Eidomorphism: The Philosophy of Ontological Mathematics 9781074086138

Eidomorphism: The Philosophy of Ontological Mathematics is a book comprising a total system of philosophical knowledge,

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Eidomorphism: The Philosophy of Ontological Mathematics
 9781074086138

Table of contents :
Contents

0  Apologia
1  Introduction
 1.1  References
2  First Principles
  2.0.1  Grounding the PSR
  2.0.2  The Law of Identity
 2.1  References
3  Epistemology
 3.1  Provable and Hypothetical Knowledge
  3.1.1  Folk Knowledge
  3.1.2  Coherence
  3.1.3  Reliability
  3.1.4  Epistemic Confidence
 3.2  Reworking Epistemology
 3.3  Mathematics and Science
 3.4  The Possibility of Knowledge
 3.5  References
4  Ontological Substance
 4.1  Basic Ideas About Substance
  4.1.1  Necessary Properties
  4.1.2  The Centrality of Experience
 4.2  Ontology of the Fundamental Substance
  4.2.1  No Two Substances Share Attributes
 4.3  Derived Principles and Definitions
  4.3.1  Spinoza’s First Principles
  4.3.2  Spinozist Doctrines in Eidomorphism
  4.3.3  Modifications to Rationalist Doctrines
  4.3.4  Necessary Properties Reducible to Two
 4.4  Auxiliary Principles
  4.4.1  First Law of Thermodynamics
  4.4.2  Concluding Laws on Matters of Ontology
  4.4.3  Other Auxiliaries
 4.5  Double-Aspect Monism
  4.5.1  Immaterialism Reconcilable With Physicalism
 4.6  References
5  Ontic Status of Math
 5.1  The Basis of Mathematical Ontology
  5.1.1  The Ontology of Euler’s Formula
 5.2  The Advantages of the Ontological Euler Formula Over Other Conceptions of Math
  5.2.1  Contra Locke
  5.2.2  Contra Formalism
  5.2.3  Contra Informalism
  5.2.4  The Limitations of Intuitionism and Category Theory
  5.2.5  The Problem With Platonism and Realism
  5.2.6  Eidetic Mathematics
  5.2.7  Definition of Number
 5.3  Monads
  5.3.1  Cellular Automata
  5.3.2  The Monad
  5.3.3  Monadic Space and Time
  5.3.4  Information
  5.3.5  Ontological Operations versus Mathematical Operations
  5.3.6  Eidetic Mathematics as Physics
  5.3.7  Conclusion
 5.4  References
6  Monads and Eidetic Mathematics
 6.1  Flowing Points
 6.2  Recursive Definition
 6.3  Wave Structure of Monadic Contents
 6.4  Definition of the Monad
 6.5  Composition of the Monadic Continuum
 6.6  Monadic Array
  6.6.1  The Monadic Collective as Riemann Sphere
 6.7  Monadic Functions
 6.8  Transformations
  6.8.1  Rotations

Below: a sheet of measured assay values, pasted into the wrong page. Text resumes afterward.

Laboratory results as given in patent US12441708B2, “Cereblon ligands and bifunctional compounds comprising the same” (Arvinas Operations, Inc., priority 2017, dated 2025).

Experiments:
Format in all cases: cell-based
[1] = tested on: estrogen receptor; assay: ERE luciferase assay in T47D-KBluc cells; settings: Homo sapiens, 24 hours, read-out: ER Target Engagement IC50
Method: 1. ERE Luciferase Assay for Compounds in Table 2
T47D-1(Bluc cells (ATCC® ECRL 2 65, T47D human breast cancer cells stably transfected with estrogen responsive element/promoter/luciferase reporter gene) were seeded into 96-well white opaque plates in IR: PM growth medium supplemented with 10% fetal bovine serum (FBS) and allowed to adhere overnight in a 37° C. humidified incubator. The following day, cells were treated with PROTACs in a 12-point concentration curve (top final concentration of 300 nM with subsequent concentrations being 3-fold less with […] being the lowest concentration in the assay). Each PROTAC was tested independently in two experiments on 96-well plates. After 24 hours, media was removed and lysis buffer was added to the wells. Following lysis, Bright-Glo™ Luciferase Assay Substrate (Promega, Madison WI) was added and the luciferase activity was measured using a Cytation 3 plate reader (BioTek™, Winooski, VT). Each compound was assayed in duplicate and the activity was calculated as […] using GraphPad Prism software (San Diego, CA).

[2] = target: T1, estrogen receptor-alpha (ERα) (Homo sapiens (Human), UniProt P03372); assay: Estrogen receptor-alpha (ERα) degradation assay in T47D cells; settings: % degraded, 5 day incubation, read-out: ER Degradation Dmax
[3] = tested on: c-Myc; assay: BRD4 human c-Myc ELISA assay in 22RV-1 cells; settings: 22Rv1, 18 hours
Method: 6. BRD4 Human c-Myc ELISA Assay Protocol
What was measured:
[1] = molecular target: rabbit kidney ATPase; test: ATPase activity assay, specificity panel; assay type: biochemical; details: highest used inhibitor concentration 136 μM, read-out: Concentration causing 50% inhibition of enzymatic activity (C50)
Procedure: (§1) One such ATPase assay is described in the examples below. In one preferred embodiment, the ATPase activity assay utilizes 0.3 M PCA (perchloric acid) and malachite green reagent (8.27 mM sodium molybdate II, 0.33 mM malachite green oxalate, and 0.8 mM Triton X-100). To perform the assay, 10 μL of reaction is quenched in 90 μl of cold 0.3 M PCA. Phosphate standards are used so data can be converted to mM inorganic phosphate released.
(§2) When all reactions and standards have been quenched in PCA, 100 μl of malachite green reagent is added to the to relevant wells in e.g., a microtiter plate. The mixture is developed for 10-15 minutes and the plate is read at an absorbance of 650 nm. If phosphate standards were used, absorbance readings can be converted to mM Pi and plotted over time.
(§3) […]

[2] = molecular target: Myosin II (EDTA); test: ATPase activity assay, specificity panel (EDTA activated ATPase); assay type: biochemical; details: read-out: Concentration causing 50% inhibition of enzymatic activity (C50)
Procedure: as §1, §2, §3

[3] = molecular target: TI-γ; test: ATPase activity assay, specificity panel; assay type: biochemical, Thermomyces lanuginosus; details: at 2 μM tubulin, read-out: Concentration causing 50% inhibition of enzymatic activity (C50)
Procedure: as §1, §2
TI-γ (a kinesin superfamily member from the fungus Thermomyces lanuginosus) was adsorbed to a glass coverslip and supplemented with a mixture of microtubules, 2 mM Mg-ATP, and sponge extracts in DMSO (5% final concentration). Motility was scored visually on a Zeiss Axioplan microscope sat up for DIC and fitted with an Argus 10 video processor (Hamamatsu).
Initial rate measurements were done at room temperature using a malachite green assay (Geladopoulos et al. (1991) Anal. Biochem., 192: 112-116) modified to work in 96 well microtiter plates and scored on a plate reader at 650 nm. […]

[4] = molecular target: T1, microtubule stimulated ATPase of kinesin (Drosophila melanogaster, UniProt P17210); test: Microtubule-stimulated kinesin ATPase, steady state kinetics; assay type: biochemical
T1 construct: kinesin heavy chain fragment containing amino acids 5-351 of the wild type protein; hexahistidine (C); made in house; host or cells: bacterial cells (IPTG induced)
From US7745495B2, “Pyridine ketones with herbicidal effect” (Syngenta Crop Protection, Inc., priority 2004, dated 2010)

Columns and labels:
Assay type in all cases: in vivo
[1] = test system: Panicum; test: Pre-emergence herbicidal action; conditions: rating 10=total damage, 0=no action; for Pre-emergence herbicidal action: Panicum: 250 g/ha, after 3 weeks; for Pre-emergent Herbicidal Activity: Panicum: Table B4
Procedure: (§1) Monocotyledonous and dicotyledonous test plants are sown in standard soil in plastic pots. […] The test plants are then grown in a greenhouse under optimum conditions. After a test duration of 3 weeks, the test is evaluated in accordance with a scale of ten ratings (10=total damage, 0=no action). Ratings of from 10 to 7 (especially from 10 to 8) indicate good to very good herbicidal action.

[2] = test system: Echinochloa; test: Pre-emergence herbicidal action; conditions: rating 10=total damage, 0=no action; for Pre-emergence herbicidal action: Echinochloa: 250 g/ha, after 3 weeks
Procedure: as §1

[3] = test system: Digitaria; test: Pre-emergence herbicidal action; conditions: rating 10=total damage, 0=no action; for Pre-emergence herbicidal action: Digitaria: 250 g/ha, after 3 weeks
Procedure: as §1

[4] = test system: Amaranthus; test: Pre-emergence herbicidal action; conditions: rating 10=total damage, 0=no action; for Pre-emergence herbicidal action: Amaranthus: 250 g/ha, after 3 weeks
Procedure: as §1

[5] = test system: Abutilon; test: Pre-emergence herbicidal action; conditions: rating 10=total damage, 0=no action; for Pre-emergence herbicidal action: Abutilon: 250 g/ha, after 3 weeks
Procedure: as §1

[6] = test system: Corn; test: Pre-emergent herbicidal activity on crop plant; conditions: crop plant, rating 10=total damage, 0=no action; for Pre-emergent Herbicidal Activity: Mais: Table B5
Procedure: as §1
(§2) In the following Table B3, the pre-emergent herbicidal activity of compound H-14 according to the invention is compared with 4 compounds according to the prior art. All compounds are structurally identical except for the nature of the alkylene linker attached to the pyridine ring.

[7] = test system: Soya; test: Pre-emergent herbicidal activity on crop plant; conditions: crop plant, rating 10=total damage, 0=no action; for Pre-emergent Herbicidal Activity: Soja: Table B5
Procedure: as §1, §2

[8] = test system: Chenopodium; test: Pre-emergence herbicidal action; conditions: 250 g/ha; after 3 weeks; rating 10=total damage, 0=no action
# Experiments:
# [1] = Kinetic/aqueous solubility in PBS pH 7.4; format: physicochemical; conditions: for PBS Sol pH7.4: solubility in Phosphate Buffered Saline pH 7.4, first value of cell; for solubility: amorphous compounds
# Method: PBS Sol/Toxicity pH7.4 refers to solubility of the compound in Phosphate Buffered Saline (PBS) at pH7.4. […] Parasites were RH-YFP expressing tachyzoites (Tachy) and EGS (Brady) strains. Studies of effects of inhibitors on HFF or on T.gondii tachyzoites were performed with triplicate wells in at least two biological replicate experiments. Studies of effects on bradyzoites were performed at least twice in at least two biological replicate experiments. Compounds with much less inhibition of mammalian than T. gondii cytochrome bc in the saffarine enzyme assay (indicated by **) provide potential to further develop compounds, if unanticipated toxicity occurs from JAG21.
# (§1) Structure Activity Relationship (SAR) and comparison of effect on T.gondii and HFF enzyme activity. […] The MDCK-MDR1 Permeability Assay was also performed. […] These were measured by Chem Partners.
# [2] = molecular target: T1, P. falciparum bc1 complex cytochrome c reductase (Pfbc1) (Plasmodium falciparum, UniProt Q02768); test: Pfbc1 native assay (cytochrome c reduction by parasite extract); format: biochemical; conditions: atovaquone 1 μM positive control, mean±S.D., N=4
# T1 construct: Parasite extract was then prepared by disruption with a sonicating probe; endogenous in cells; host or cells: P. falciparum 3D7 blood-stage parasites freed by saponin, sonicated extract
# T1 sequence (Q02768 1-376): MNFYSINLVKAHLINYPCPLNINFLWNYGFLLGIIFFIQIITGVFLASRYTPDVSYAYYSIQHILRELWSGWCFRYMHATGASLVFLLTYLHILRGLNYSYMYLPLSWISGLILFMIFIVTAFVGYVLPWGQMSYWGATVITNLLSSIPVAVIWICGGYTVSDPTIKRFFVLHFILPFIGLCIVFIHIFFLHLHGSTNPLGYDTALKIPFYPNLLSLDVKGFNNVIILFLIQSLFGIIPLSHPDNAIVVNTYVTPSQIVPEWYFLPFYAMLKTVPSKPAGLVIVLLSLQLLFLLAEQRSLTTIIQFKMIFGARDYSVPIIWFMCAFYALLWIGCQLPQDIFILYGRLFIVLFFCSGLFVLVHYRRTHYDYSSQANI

6.8.2  Affine Transformations
  6.8.3  Quaternions
 6.9  Extended Complex Plane
 6.10  References
7  Monadic Physics
 7.1  Spacetime Structure
  7.1.1  Speed of Light
  7.1.2  Particles, Energy, and Causality
 7.2  Lorentz Transformations
  7.2.1  Contra Principle of Relativity
  7.2.2  Beyond Relativity
  7.2.3  Photons and the Ether
 7.3  Relational Standard Units
 7.4  Gaussian Six-Dimensional Curved Spacetime
  7.4.1  Time and Motion Decoupled
  7.4.2  Phenomenology of Three-Time
  7.4.3  Anomalous Precession of Mercury’s Perihelion
 7.5  Null Lines
  7.5.1  Lorentz Invariance
  7.5.2  Locality and Non-Locality
  7.5.3  3D Complex Lorentz Transformations
 7.6  Spin Rotation
  7.6.1  Spin and Rotational Angles
 7.7  Quantum Mechanics as Wave Effects
  7.7.1  Ultrahyperbolic Wave Equation
  7.7.2  Six-Dimensional Electromagnetism
  7.7.3  Schrödinger, Klein-Gordon, and Dirac Equations
  7.7.4  Heisenberg’s Uncertainty Relations in 6D Spacetime
  7.7.5  Six Dimensional Bohmian Mechanics?
 7.8  Wavefunction Collapse, Uncertainty, and the Arrow of Time
  7.8.1  Uncertainty and Time
 7.9  The Standard Model & QFT
 7.10  Quantum Gravity and Supersymmetry
  7.10.1  Details Concerning Distributive Quantum Gravity
  7.10.2  Supersymmetry
  7.10.3  Dark Energy and Emanation
 7.11  The Significance of Fields
  7.11.1  Light and Fields
 7.12  Phase Spheres
 7.13  Conclusion
 7.14  References
8  The Monadic Universe
 8.1  The Monad
  8.1.1  Physical and Non-Physical Structure
  8.1.2  Compossibility
  8.1.3  Bodies as Collections of Flowing Points
  8.1.4  Thermodynamic Entropy and Information Entropy
  8.1.5  A Law of Eternal Return?
 8.2  Cosmology
  8.2.1  Monadic Evolution
  8.2.2  How Monads Evolve
  8.2.3  The Inevitability of Life
  8.2.4  Directed Chance and the Mechanism of Mutation
  8.2.5  Four Forms of Causation
  8.2.6  Evolution and Functions
  8.2.7  Bisection and the Hegelian Dialectic
 8.3  Conclusion
 8.4  References
9  Towards A Formal Philosophy
 9.1  Formal Ontology of the Monadic System
  9.1.1  Logic of Form, Logic of Content
  9.1.2  Basic Terms of Formal Ontology
  9.1.3  Extensionality and Intensionality
  9.1.4  Ontological Semantics and Ontological Syntax
  9.1.5  Abstraction vs. Concreteness
  9.1.6  The Problem of Universals
  9.1.7  Time
  9.1.8  Mereological Essentialism
  9.1.9  Primary and Secondary Qualities and their Ideas
  9.1.10  Kant’s Antinomies
  9.1.11  Aristotle’s Causes
  9.1.12  Monadic Causation and Free Will
 9.2  Formal Epistemology of the Monadic System
  9.2.1  The System of Sciences
  9.2.2  Epistemic Logic and Game Theory
  9.2.3  Levels of Consciousness and Accessibility
  9.2.4  Epistemic Information Games
  9.2.5  A Note on Epistemic Reliability
 9.3  Phenomenology of the Monadic System
  9.3.1  Towards a Well-Founded Phenomenology
  9.3.2  Spinoza’s Psychological Theory in Eidomorphism
  9.3.3  The Definitions of the Emotions
 9.4  References
10  Ethics
 10.1  The Law of Optimal Compossibles
  10.1.1  The Categorical Imperative
 10.2  Rational Enlightenment
11  Conclusion

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